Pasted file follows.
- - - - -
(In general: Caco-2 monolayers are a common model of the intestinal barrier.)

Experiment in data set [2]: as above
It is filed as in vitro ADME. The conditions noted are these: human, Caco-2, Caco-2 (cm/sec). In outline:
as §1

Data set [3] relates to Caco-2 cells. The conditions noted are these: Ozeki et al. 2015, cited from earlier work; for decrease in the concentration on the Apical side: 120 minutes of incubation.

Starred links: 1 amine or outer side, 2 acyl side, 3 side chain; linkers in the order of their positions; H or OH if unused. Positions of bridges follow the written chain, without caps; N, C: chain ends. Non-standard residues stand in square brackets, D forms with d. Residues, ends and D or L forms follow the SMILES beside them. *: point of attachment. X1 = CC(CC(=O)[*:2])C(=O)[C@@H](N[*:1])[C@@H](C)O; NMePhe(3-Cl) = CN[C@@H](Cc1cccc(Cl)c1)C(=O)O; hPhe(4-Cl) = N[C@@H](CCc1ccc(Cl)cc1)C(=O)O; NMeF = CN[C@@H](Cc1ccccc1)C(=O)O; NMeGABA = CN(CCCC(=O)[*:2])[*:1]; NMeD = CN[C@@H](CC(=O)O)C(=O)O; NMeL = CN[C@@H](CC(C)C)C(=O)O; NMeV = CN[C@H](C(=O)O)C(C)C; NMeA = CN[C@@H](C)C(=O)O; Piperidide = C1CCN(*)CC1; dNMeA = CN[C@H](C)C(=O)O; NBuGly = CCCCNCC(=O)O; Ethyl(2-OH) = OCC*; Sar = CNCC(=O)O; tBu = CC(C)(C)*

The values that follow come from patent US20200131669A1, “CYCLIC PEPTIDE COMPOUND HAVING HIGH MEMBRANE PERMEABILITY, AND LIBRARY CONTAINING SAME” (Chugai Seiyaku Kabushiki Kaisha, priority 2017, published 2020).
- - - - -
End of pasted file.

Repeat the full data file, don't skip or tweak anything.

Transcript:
(In general: Caco-2 monolayers are a common model of the intestinal barrier.)

Experiment in data set [2]: as above
It is filed as in vitro ADME. The conditions noted are these: human, Caco-2, Caco-2 (cm/sec). In outline:
as §1

Data set [3] relates to Caco-2 cells. The conditions noted are these: Ozeki et al. 2015, cited from earlier work; for decrease in the concentration on the Apical side: 120 minutes of incubation.

Starred links: 1 amine or outer side, 2 acyl side, 3 side chain; linkers in the order of their positions; H or OH if unused. Positions of bridges follow the written chain, without caps; N, C: chain ends. Non-standard residues stand in square brackets, D forms with d. Residues, ends and D or L forms follow the SMILES beside them. *: point of attachment. X1 = CC(CC(=O)[*:2])C(=O)[C@@H](N[*:1])[C@@H](C)O; NMePhe(3-Cl) = CN[C@@H](Cc1cccc(Cl)c1)C(=O)O; hPhe(4-Cl) = N[C@@H](CCc1ccc(Cl)cc1)C(=O)O; NMeF = CN[C@@H](Cc1ccccc1)C(=O)O; NMeGABA = CN(CCCC(=O)[*:2])[*:1]; NMeD = CN[C@@H](CC(=O)O)C(=O)O; NMeL = CN[C@@H](CC(C)C)C(=O)O; NMeV = CN[C@H](C(=O)O)C(C)C; NMeA = CN[C@@H](C)C(=O)O; Piperidide = C1CCN(*)CC1; dNMeA = CN[C@H](C)C(=O)O; NBuGly = CCCCNCC(=O)O; Ethyl(2-OH) = OCC*; Sar = CNCC(=O)O; tBu = CC(C)(C)*

The values that follow come from patent US20200131669A1, “CYCLIC PEPTIDE COMPOUND HAVING HIGH MEMBRANE PERMEABILITY, AND LIBRARY CONTAINING SAME” (Chugai Seiyaku Kabushiki Kaisha, priority 2017, published 2020).